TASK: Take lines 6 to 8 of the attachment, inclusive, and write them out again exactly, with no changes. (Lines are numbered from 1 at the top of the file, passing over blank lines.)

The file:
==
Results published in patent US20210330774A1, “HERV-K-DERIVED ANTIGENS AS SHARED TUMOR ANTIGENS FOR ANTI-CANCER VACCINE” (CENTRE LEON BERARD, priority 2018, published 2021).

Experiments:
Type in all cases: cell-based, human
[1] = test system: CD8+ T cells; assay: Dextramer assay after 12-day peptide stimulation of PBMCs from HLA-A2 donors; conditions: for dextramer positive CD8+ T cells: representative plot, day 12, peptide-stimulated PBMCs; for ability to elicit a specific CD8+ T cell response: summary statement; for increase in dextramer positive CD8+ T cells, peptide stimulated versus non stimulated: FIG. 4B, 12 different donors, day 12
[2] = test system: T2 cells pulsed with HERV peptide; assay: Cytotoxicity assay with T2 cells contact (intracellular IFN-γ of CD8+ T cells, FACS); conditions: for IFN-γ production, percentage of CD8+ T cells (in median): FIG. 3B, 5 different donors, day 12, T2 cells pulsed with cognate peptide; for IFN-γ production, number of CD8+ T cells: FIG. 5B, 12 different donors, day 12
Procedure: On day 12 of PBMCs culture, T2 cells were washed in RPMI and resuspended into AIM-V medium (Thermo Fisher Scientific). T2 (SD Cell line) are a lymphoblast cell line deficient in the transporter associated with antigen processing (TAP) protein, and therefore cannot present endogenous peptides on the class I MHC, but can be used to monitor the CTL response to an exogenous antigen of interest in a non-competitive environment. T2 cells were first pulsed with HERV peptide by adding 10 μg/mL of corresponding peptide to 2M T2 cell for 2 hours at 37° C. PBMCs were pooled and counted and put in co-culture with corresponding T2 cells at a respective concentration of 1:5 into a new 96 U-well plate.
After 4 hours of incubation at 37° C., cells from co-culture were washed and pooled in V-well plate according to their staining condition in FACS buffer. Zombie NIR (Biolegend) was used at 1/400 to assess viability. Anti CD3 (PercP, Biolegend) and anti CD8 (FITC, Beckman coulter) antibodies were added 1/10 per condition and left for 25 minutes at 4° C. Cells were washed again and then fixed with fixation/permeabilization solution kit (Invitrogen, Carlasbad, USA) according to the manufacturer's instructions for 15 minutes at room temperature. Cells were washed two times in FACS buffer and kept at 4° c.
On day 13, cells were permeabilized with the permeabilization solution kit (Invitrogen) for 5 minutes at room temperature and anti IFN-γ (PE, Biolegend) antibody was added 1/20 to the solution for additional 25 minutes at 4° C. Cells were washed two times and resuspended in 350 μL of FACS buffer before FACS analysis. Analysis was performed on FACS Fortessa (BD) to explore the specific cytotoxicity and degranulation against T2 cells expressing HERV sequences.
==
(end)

Procedure: On day 12 of PBMCs culture, T2 cells were washed in RPMI and resuspended into AIM-V medium (Thermo Fisher Scientific). T2 (SD Cell line) are a lymphoblast cell line deficient in the transporter associated with antigen processing (TAP) protein, and therefore cannot present endogenous peptides on the class I MHC, but can be used to monitor the CTL response to an exogenous antigen of interest in a non-competitive environment. T2 cells were first pulsed with HERV peptide by adding 10 μg/mL of corresponding peptide to 2M T2 cell for 2 hours at 37° C. PBMCs were pooled and counted and put in co-culture with corresponding T2 cells at a respective concentration of 1:5 into a new 96 U-well plate.
After 4 hours of incubation at 37° C., cells from co-culture were washed and pooled in V-well plate according to their staining condition in FACS buffer. Zombie NIR (Biolegend) was used at 1/400 to assess viability. Anti CD3 (PercP, Biolegend) and anti CD8 (FITC, Beckman coulter) antibodies were added 1/10 per condition and left for 25 minutes at 4° C. Cells were washed again and then fixed with fixation/permeabilization solution kit (Invitrogen, Carlasbad, USA) according to the manufacturer's instructions for 15 minutes at room temperature. Cells were washed two times in FACS buffer and kept at 4° c.
On day 13, cells were permeabilized with the permeabilization solution kit (Invitrogen) for 5 minutes at room temperature and anti IFN-γ (PE, Biolegend) antibody was added 1/20 to the solution for additional 25 minutes at 4° C. Cells were washed two times and resuspended in 350 μL of FACS buffer before FACS analysis. Analysis was performed on FACS Fortessa (BD) to explore the specific cytotoxicity and degranulation against T2 cells expressing HERV sequences.